Examine human nature and relationships amid battles against zombies and terrorists
This week is all about monsters and the people who fight them. Two movies feature the undead, eager to chew on the living. Another is about the terrorists who live among us.
The animation feature Seoul Station(NC16, 92 minutes, opens tomorrow, 4.5/5 stars) is the smart, scary, breathlessly paced prequel to the smash hit Train To Busan (2016) and also the stronger of the two.
In Train To Busan, South Korean writer-director Yeon Sang Ho put the focus on a family unit on the run. In this look at the origins of the zombie plague, the city of Seoul is the real disease; the rise of the undead is simply a symptom.
The story takes place over one night. As the homeless find rest on concrete pavements, one among them, an old man, is sick and blood-spattered.
His mentally disabled brother begs for help, but the city's gatekeepers - the police, doctors and pharmacists - see him as a nuisance; the death of a homeless man means nothing.
The maze of streets and underground stations becomes both a refuge and a hazard for teenage runaway Hye Sun (voiced by Shim Eun Kyung), who has to fight the biters as boyfriend Ki Woong (Lee Joon) criss-crosses the metropolis looking for her.
Film-maker Yeon's pessimistic take on human nature in the face of a catastrophe will feel familiar to Singaporeans. During the Sars outbreak, infected persons refused to quarantine themselves. When Zika appeared, hoarders swept the pharmacies clean of repellent and sold them online at a mark-up. Same with masks during the worst of the haze.
Yeon's lack of faith in humans never sinks into cheap nihilism, however; this is not a midnight- madness gore flick where death is treated flippantly. There are as many flashes of altruism as there are acts of selfishness; these courageous acts keep Hye Sun alive.
In another city, another time, but also hit by the zombie scourge, The Girl With All The Gifts(NC16, 111 minutes, opens tomorrow, 3.5/5 stars) takes a daring twist on the genre: The film is seen through the eyes of little girl Melanie (Sennia Nanua), a "hungry", slang for someone infected by a spore that turns people into ravenous carnivores.
Unlike the other hungries, who have gone feral, she and her cohort act like normal persons. Melanie might even be a genius.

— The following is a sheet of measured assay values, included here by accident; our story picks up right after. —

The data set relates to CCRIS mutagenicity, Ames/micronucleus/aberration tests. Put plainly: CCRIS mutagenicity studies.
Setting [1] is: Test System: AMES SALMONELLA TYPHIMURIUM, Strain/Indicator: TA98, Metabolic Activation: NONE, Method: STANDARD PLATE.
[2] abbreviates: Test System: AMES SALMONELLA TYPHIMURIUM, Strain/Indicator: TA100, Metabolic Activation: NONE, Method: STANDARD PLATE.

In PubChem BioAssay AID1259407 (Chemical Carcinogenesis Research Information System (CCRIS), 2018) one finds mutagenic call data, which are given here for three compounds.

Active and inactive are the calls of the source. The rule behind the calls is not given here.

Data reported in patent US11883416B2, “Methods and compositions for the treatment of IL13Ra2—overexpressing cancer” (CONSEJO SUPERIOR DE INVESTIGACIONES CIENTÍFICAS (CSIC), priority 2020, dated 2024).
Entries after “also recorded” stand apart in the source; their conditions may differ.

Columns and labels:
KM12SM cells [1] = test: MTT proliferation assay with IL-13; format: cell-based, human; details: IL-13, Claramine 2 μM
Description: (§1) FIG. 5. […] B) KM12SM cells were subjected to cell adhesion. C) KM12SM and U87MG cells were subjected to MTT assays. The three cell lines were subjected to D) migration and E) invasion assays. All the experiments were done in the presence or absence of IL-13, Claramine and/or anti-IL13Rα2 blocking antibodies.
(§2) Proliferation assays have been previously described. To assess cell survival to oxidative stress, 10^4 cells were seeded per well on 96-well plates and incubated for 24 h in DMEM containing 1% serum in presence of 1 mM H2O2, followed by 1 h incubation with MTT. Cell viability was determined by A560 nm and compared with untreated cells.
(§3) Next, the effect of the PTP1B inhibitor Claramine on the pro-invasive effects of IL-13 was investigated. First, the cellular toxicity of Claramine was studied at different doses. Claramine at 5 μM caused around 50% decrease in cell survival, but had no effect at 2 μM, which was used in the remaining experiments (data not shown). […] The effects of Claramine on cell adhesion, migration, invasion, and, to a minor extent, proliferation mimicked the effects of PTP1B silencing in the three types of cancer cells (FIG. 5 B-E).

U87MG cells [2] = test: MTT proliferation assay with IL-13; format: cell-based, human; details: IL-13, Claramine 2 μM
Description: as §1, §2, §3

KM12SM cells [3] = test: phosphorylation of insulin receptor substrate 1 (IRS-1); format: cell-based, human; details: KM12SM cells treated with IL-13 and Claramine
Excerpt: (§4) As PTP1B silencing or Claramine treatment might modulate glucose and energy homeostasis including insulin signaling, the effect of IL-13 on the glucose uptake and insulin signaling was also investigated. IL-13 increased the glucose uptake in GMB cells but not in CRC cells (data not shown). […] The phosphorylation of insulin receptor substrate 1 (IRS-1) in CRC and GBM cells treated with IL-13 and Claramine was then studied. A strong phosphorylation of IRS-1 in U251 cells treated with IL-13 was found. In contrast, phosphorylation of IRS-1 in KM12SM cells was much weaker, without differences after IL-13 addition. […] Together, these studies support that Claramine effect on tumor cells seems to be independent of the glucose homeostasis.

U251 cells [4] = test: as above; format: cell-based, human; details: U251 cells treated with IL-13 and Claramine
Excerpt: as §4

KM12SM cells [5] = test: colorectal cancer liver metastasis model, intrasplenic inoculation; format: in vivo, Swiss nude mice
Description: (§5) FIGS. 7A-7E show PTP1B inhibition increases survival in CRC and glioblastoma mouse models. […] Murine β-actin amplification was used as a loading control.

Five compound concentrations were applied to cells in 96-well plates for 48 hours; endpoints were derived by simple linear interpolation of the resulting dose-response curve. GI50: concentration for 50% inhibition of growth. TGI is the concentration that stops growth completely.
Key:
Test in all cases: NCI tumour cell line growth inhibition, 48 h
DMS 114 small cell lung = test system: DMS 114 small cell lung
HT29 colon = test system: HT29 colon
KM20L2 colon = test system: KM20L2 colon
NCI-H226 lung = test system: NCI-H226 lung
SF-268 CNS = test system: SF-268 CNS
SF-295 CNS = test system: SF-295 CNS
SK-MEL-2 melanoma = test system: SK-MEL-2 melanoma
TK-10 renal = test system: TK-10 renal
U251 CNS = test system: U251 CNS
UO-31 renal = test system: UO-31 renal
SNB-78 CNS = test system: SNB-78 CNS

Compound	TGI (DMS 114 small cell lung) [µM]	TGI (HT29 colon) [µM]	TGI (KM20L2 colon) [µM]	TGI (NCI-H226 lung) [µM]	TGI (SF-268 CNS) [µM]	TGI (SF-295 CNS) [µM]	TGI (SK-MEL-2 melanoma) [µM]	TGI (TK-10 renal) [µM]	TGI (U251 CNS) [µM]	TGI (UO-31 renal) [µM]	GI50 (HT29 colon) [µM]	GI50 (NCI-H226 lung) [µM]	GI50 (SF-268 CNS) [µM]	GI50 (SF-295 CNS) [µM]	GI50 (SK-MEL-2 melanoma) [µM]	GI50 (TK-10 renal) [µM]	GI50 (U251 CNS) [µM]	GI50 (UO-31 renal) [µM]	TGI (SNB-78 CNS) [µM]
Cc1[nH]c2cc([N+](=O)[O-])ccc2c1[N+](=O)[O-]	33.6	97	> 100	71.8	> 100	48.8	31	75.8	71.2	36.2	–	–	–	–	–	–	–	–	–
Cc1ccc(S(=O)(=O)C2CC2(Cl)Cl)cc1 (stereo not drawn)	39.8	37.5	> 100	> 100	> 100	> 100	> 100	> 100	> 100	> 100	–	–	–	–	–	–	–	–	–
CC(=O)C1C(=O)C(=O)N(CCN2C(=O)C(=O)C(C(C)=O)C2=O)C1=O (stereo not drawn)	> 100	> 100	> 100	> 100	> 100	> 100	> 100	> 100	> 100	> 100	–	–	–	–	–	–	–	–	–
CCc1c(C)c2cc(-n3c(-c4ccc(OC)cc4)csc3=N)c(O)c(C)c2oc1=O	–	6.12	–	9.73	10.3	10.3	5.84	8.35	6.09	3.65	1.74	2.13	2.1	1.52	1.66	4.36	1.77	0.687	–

Somewhere in a devastated England, the children are imprisoned as test subjects by researchers looking for a cure. Dr Caldwell (Glenn Close) views them as lab animals, while teacher Helen (Gemma Arterton) thinks they should be given love and respect, their cannibal tendencies notwithstanding.
Based on the 2014 young adult novel by M.R. Carey, the story merges the zombie with the coming-of-age genre. The result is a surprisingly rich cast of characters and situations that never turn out as expected.
What drives the movie is not the typical action of a square-jawed hero saving lives with a gun, but the deep, moving relationship between Melanie, a Pinocchio-like figure yearning to be human, and Helen, her surrogate mother.
Melanie uses her wits, not guns, to save her friends, and it is all set in a world that never takes science for granted, and explains the hows and why of the outbreak in rational, non-condescending terms.
Imperium (M18, 109 minutes, opens tomorrow, 3/5 stars) takes its title from a book written by a far-right thinker, and members of the American right wing - with their hatred of "mud people", the desire to close the borders to non-whites, the resentment at seeing a nation grow more diverse - are the villains in this crime thriller.
Nate (Daniel Radcliffe) is an FBI agent sent by Angela (Toni Collette) to infiltrate hate groups. He poses as a dealer in radioactive materials. He is bait to draw out terrorists.
In this age of the alt-right and the Trumpheads, this movie's timing is impeccable (though the film never mentions current political events).
Radcliffe and Collette make a good crime-fighting team and through their investigations, an interesting cross-section of the white-power movement is shown.
They range from skinheads to sweater-wearing, BBQ-hosting middle-class bigots who look like perfect suburbanites, until their mouths open.
First-time feature director Daniel Ragussis gets too bogged down in the minutiae of plot twists, however, when he should justify the rage of those who feel their nation has been stolen by Jews and coloured people.
By withholding motive, his villains become cardboard baddies.
A version of this article appeared in the print edition of The Straits Times on September 28, 2016, with the headline 'Fighting monsters in the midst'. Print Edition | Subscribe
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